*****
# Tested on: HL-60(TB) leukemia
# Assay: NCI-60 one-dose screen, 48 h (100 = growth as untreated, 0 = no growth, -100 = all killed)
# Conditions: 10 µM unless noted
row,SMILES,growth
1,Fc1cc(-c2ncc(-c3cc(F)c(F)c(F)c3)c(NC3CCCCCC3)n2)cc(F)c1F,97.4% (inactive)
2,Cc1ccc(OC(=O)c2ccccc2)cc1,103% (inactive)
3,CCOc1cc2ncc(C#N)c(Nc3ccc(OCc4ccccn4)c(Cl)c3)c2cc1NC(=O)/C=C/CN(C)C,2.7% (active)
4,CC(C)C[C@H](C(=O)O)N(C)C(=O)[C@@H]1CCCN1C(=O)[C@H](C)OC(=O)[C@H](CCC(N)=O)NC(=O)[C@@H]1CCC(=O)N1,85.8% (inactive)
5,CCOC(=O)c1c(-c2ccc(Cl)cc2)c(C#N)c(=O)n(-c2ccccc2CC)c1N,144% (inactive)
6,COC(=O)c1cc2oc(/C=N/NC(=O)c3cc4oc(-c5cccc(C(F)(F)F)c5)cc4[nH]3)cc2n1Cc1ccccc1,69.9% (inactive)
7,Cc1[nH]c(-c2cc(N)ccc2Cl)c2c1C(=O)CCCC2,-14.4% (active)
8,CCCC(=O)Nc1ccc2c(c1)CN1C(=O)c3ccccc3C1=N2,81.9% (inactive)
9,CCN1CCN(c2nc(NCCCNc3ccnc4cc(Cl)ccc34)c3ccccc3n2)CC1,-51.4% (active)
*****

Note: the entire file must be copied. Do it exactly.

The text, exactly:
# Tested on: HL-60(TB) leukemia
# Assay: NCI-60 one-dose screen, 48 h (100 = growth as untreated, 0 = no growth, -100 = all killed)
# Conditions: 10 µM unless noted
row,SMILES,growth
1,Fc1cc(-c2ncc(-c3cc(F)c(F)c(F)c3)c(NC3CCCCCC3)n2)cc(F)c1F,97.4% (inactive)
2,Cc1ccc(OC(=O)c2ccccc2)cc1,103% (inactive)
3,CCOc1cc2ncc(C#N)c(Nc3ccc(OCc4ccccn4)c(Cl)c3)c2cc1NC(=O)/C=C/CN(C)C,2.7% (active)
4,CC(C)C[C@H](C(=O)O)N(C)C(=O)[C@@H]1CCCN1C(=O)[C@H](C)OC(=O)[C@H](CCC(N)=O)NC(=O)[C@@H]1CCC(=O)N1,85.8% (inactive)
5,CCOC(=O)c1c(-c2ccc(Cl)cc2)c(C#N)c(=O)n(-c2ccccc2CC)c1N,144% (inactive)
6,COC(=O)c1cc2oc(/C=N/NC(=O)c3cc4oc(-c5cccc(C(F)(F)F)c5)cc4[nH]3)cc2n1Cc1ccccc1,69.9% (inactive)
7,Cc1[nH]c(-c2cc(N)ccc2Cl)c2c1C(=O)CCCC2,-14.4% (active)
8,CCCC(=O)Nc1ccc2c(c1)CN1C(=O)c3ccccc3C1=N2,81.9% (inactive)
9,CCN1CCN(c2nc(NCCCNc3ccnc4cc(Cl)ccc34)c3ccccc3n2)CC1,-51.4% (active)